Oh Kona, I’m gonna miss you.
Last week in Phoenix, my beloved Kona Cinder Cone mountain bike was stolen while I was visiting a shopping mall, the cable lock cut.
The bike and I go back two decades, so forgive me if I wax a little nostalgic about it.
After I bought it at a shop in Coeur d’Alene, I promptly rode it on trails throughout the Inland Northwest, from Mount Spokane State Park to the Esmeralda Trail in Millwood. My favorite ride was off of High Drive on the South Hill, which I visited at least three times a week.
In 2004, I moved to Memphis and rode the trails around Shelby County in Tennessee. I missed Spokane’s amazing mountain biking terrain, but I made the best of things.
Then a life-changing event happened. One cold night in Memphis, I was carjacked, my automobile taken at gunpoint.
After that dramatic event, I started riding my Kona Cinder Cone as a commuter bicycle. I put slick tires on it and traveled to work on the busy streets of Memphis, at the time considered a crazy thing to do in a busy urban area with few bike lanes.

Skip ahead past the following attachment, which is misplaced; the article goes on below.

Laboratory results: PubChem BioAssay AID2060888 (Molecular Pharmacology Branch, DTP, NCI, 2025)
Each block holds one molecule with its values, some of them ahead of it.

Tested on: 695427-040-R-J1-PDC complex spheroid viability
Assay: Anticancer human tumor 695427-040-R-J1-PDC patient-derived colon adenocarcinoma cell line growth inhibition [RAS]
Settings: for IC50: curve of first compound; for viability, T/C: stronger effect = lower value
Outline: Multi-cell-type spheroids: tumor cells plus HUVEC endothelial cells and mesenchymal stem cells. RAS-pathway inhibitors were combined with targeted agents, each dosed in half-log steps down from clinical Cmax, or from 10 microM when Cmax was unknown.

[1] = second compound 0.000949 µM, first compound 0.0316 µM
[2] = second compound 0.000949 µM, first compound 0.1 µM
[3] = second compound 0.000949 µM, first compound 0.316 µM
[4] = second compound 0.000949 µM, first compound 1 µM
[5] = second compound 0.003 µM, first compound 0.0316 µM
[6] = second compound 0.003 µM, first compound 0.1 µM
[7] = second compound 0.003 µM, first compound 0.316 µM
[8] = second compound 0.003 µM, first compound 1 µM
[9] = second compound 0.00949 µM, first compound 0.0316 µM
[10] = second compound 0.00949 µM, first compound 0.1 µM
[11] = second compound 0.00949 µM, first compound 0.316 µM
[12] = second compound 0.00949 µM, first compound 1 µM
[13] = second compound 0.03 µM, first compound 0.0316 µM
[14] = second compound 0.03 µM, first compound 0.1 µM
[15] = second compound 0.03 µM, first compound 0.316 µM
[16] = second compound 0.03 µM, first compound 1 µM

I found that I loved riding to work and that had a lot to do with Kona's nimble performance.
Over the years since, Kona remained primarily a commuter bicycle for various jobs. I worked as a teacher in Seattle and rode it to school. I worked for Microsoft and the Seattle Mariners, and bicycled through downtown regularly. When I ran errands around the Seattle, it was usually on my trusty Kona.
As we embarked on our latest RV tour last fall, I decided to bring Kona along, thinking it would be a reliable way to get around on dirt campground roads and city streets alike. Sure enough, it performed admirably. Then abruptly, it all ended in Phoenix.
The thieves saw a good bike and took it, but they’ll never know just how valuable that Kona Cinder Cone really is.